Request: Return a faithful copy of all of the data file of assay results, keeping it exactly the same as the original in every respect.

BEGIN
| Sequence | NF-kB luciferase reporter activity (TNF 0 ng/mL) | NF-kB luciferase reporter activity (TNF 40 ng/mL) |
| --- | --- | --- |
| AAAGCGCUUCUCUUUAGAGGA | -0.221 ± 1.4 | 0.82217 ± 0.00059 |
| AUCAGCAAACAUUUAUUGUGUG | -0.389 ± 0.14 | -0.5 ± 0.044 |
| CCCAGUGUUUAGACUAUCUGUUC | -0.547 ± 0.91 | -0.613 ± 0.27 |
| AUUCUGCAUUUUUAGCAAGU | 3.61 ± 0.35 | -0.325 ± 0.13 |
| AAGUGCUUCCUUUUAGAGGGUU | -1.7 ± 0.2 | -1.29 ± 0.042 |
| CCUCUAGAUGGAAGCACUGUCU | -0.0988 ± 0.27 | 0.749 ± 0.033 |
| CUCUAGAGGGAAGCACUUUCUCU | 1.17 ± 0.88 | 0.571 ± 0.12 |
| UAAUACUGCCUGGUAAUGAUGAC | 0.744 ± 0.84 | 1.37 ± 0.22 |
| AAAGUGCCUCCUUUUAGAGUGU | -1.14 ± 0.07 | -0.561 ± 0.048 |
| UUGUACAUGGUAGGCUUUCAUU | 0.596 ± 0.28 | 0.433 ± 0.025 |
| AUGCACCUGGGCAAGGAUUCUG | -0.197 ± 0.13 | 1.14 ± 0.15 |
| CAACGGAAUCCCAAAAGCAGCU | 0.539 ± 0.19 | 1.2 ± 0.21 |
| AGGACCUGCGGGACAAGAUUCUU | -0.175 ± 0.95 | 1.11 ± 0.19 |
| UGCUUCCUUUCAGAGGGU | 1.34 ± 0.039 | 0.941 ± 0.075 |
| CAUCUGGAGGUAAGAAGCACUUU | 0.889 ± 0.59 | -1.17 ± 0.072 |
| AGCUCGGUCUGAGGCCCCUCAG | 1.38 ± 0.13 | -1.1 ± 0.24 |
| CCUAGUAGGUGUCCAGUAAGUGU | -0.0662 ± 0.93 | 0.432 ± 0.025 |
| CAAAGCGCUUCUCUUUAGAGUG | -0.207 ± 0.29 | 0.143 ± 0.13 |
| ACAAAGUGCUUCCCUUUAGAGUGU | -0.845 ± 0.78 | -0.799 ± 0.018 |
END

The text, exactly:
| Sequence | NF-kB luciferase reporter activity (TNF 0 ng/mL) | NF-kB luciferase reporter activity (TNF 40 ng/mL) |
| --- | --- | --- |
| AAAGCGCUUCUCUUUAGAGGA | -0.221 ± 1.4 | 0.82217 ± 0.00059 |
| AUCAGCAAACAUUUAUUGUGUG | -0.389 ± 0.14 | -0.5 ± 0.044 |
| CCCAGUGUUUAGACUAUCUGUUC | -0.547 ± 0.91 | -0.613 ± 0.27 |
| AUUCUGCAUUUUUAGCAAGU | 3.61 ± 0.35 | -0.325 ± 0.13 |
| AAGUGCUUCCUUUUAGAGGGUU | -1.7 ± 0.2 | -1.29 ± 0.042 |
| CCUCUAGAUGGAAGCACUGUCU | -0.0988 ± 0.27 | 0.749 ± 0.033 |
| CUCUAGAGGGAAGCACUUUCUCU | 1.17 ± 0.88 | 0.571 ± 0.12 |
| UAAUACUGCCUGGUAAUGAUGAC | 0.744 ± 0.84 | 1.37 ± 0.22 |
| AAAGUGCCUCCUUUUAGAGUGU | -1.14 ± 0.07 | -0.561 ± 0.048 |
| UUGUACAUGGUAGGCUUUCAUU | 0.596 ± 0.28 | 0.433 ± 0.025 |
| AUGCACCUGGGCAAGGAUUCUG | -0.197 ± 0.13 | 1.14 ± 0.15 |
| CAACGGAAUCCCAAAAGCAGCU | 0.539 ± 0.19 | 1.2 ± 0.21 |
| AGGACCUGCGGGACAAGAUUCUU | -0.175 ± 0.95 | 1.11 ± 0.19 |
| UGCUUCCUUUCAGAGGGU | 1.34 ± 0.039 | 0.941 ± 0.075 |
| CAUCUGGAGGUAAGAAGCACUUU | 0.889 ± 0.59 | -1.17 ± 0.072 |
| AGCUCGGUCUGAGGCCCCUCAG | 1.38 ± 0.13 | -1.1 ± 0.24 |
| CCUAGUAGGUGUCCAGUAAGUGU | -0.0662 ± 0.93 | 0.432 ± 0.025 |
| CAAAGCGCUUCUCUUUAGAGUG | -0.207 ± 0.29 | 0.143 ± 0.13 |
| ACAAAGUGCUUCCCUUUAGAGUGU | -0.845 ± 0.78 | -0.799 ± 0.018 |